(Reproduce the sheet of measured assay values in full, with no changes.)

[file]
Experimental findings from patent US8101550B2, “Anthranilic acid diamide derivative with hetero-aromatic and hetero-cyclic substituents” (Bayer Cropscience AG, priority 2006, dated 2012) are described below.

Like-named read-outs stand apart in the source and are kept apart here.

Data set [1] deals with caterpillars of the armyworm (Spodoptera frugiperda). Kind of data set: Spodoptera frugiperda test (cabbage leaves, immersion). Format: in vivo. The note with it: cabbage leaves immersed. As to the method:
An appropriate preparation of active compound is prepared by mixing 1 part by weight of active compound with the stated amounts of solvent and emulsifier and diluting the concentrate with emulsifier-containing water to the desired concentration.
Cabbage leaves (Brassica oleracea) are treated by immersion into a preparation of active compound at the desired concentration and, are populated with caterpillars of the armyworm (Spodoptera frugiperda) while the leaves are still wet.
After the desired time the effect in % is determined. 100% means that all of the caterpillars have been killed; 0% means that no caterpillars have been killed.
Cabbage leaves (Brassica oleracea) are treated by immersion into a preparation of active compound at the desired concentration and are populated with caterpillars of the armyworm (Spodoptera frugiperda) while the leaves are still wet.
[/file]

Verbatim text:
Experimental findings from patent US8101550B2, “Anthranilic acid diamide derivative with hetero-aromatic and hetero-cyclic substituents” (Bayer Cropscience AG, priority 2006, dated 2012) are described below.

Like-named read-outs stand apart in the source and are kept apart here.

Data set [1] deals with caterpillars of the armyworm (Spodoptera frugiperda). Kind of data set: Spodoptera frugiperda test (cabbage leaves, immersion). Format: in vivo. The note with it: cabbage leaves immersed. As to the method:
An appropriate preparation of active compound is prepared by mixing 1 part by weight of active compound with the stated amounts of solvent and emulsifier and diluting the concentrate with emulsifier-containing water to the desired concentration.
Cabbage leaves (Brassica oleracea) are treated by immersion into a preparation of active compound at the desired concentration and, are populated with caterpillars of the armyworm (Spodoptera frugiperda) while the leaves are still wet.
After the desired time the effect in % is determined. 100% means that all of the caterpillars have been killed; 0% means that no caterpillars have been killed.
Cabbage leaves (Brassica oleracea) are treated by immersion into a preparation of active compound at the desired concentration and are populated with caterpillars of the armyworm (Spodoptera frugiperda) while the leaves are still wet.